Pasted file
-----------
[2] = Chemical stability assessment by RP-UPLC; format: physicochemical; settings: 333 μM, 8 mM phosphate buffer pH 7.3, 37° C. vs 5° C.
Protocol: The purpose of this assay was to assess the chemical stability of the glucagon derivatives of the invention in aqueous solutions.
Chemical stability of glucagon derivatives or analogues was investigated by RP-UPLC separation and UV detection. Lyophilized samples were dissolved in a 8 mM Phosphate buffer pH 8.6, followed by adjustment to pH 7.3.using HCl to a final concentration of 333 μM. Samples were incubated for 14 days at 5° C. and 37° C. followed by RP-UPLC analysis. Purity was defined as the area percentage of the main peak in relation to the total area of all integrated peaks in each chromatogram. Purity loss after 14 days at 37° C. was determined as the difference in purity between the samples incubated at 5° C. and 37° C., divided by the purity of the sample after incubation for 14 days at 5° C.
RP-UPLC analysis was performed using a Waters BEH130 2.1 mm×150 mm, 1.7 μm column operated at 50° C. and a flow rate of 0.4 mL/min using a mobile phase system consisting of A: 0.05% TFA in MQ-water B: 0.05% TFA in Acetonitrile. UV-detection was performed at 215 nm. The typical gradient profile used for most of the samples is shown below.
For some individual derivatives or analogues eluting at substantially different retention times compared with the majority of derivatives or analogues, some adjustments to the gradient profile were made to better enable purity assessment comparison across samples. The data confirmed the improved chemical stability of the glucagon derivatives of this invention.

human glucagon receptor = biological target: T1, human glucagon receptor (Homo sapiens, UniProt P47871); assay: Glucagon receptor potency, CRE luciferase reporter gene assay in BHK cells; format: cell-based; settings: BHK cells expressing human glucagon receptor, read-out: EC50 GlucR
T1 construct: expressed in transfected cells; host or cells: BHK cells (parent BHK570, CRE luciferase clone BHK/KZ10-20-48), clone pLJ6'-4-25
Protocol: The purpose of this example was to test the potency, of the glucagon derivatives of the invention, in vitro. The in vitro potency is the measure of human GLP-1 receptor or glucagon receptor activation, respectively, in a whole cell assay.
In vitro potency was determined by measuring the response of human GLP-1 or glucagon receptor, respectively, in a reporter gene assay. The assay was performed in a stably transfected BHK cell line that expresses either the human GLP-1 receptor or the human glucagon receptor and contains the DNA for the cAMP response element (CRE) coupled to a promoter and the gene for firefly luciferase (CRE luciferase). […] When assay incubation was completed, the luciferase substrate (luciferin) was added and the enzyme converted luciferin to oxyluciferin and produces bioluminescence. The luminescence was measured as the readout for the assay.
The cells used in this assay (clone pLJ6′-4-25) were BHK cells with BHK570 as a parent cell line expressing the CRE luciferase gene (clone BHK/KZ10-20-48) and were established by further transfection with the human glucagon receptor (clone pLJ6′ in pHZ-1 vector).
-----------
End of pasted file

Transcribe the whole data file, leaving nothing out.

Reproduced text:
[2] = Chemical stability assessment by RP-UPLC; format: physicochemical; settings: 333 μM, 8 mM phosphate buffer pH 7.3, 37° C. vs 5° C.
Protocol: The purpose of this assay was to assess the chemical stability of the glucagon derivatives of the invention in aqueous solutions.
Chemical stability of glucagon derivatives or analogues was investigated by RP-UPLC separation and UV detection. Lyophilized samples were dissolved in a 8 mM Phosphate buffer pH 8.6, followed by adjustment to pH 7.3.using HCl to a final concentration of 333 μM. Samples were incubated for 14 days at 5° C. and 37° C. followed by RP-UPLC analysis. Purity was defined as the area percentage of the main peak in relation to the total area of all integrated peaks in each chromatogram. Purity loss after 14 days at 37° C. was determined as the difference in purity between the samples incubated at 5° C. and 37° C., divided by the purity of the sample after incubation for 14 days at 5° C.
RP-UPLC analysis was performed using a Waters BEH130 2.1 mm×150 mm, 1.7 μm column operated at 50° C. and a flow rate of 0.4 mL/min using a mobile phase system consisting of A: 0.05% TFA in MQ-water B: 0.05% TFA in Acetonitrile. UV-detection was performed at 215 nm. The typical gradient profile used for most of the samples is shown below.
For some individual derivatives or analogues eluting at substantially different retention times compared with the majority of derivatives or analogues, some adjustments to the gradient profile were made to better enable purity assessment comparison across samples. The data confirmed the improved chemical stability of the glucagon derivatives of this invention.

human glucagon receptor = biological target: T1, human glucagon receptor (Homo sapiens, UniProt P47871); assay: Glucagon receptor potency, CRE luciferase reporter gene assay in BHK cells; format: cell-based; settings: BHK cells expressing human glucagon receptor, read-out: EC50 GlucR
T1 construct: expressed in transfected cells; host or cells: BHK cells (parent BHK570, CRE luciferase clone BHK/KZ10-20-48), clone pLJ6'-4-25
Protocol: The purpose of this example was to test the potency, of the glucagon derivatives of the invention, in vitro. The in vitro potency is the measure of human GLP-1 receptor or glucagon receptor activation, respectively, in a whole cell assay.
In vitro potency was determined by measuring the response of human GLP-1 or glucagon receptor, respectively, in a reporter gene assay. The assay was performed in a stably transfected BHK cell line that expresses either the human GLP-1 receptor or the human glucagon receptor and contains the DNA for the cAMP response element (CRE) coupled to a promoter and the gene for firefly luciferase (CRE luciferase). […] When assay incubation was completed, the luciferase substrate (luciferin) was added and the enzyme converted luciferin to oxyluciferin and produces bioluminescence. The luminescence was measured as the readout for the assay.
The cells used in this assay (clone pLJ6′-4-25) were BHK cells with BHK570 as a parent cell line expressing the CRE luciferase gene (clone BHK/KZ10-20-48) and were established by further transfection with the human glucagon receptor (clone pLJ6′ in pHZ-1 vector).